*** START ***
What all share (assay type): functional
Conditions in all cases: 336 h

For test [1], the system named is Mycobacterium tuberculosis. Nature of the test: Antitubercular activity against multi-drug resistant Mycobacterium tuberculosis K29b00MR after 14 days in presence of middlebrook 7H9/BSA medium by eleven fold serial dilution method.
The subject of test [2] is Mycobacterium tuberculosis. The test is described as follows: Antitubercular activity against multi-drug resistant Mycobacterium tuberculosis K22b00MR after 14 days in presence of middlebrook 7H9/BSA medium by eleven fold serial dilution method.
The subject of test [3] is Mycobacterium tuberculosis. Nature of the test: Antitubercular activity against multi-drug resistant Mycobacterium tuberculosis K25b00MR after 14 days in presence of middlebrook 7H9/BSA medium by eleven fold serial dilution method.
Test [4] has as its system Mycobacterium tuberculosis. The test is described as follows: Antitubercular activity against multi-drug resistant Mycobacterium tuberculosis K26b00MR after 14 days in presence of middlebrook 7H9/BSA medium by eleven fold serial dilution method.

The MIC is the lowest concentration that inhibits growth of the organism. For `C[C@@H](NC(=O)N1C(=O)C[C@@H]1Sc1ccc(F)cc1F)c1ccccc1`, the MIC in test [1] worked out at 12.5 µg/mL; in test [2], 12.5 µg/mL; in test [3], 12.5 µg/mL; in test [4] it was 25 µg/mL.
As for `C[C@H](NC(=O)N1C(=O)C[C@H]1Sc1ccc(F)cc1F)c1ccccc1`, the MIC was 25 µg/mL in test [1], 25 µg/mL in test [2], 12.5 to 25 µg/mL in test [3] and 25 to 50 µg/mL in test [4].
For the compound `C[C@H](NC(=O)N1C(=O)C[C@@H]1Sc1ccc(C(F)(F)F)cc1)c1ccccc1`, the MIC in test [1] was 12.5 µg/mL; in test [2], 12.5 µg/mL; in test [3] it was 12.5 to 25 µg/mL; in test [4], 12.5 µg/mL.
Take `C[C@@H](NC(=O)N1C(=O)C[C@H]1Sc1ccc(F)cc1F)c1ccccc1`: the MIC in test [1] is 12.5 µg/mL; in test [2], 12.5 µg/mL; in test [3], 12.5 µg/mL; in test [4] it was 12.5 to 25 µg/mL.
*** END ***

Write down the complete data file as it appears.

What all share (assay type): functional
Conditions in all cases: 336 h

For test [1], the system named is Mycobacterium tuberculosis. Nature of the test: Antitubercular activity against multi-drug resistant Mycobacterium tuberculosis K29b00MR after 14 days in presence of middlebrook 7H9/BSA medium by eleven fold serial dilution method.
The subject of test [2] is Mycobacterium tuberculosis. The test is described as follows: Antitubercular activity against multi-drug resistant Mycobacterium tuberculosis K22b00MR after 14 days in presence of middlebrook 7H9/BSA medium by eleven fold serial dilution method.
The subject of test [3] is Mycobacterium tuberculosis. Nature of the test: Antitubercular activity against multi-drug resistant Mycobacterium tuberculosis K25b00MR after 14 days in presence of middlebrook 7H9/BSA medium by eleven fold serial dilution method.
Test [4] has as its system Mycobacterium tuberculosis. The test is described as follows: Antitubercular activity against multi-drug resistant Mycobacterium tuberculosis K26b00MR after 14 days in presence of middlebrook 7H9/BSA medium by eleven fold serial dilution method.

The MIC is the lowest concentration that inhibits growth of the organism. For `C[C@@H](NC(=O)N1C(=O)C[C@@H]1Sc1ccc(F)cc1F)c1ccccc1`, the MIC in test [1] worked out at 12.5 µg/mL; in test [2], 12.5 µg/mL; in test [3], 12.5 µg/mL; in test [4] it was 25 µg/mL.
As for `C[C@H](NC(=O)N1C(=O)C[C@H]1Sc1ccc(F)cc1F)c1ccccc1`, the MIC was 25 µg/mL in test [1], 25 µg/mL in test [2], 12.5 to 25 µg/mL in test [3] and 25 to 50 µg/mL in test [4].
For the compound `C[C@H](NC(=O)N1C(=O)C[C@@H]1Sc1ccc(C(F)(F)F)cc1)c1ccccc1`, the MIC in test [1] was 12.5 µg/mL; in test [2], 12.5 µg/mL; in test [3] it was 12.5 to 25 µg/mL; in test [4], 12.5 µg/mL.
Take `C[C@@H](NC(=O)N1C(=O)C[C@H]1Sc1ccc(F)cc1F)c1ccccc1`: the MIC in test [1] is 12.5 µg/mL; in test [2], 12.5 µg/mL; in test [3], 12.5 µg/mL; in test [4] it was 12.5 to 25 µg/mL.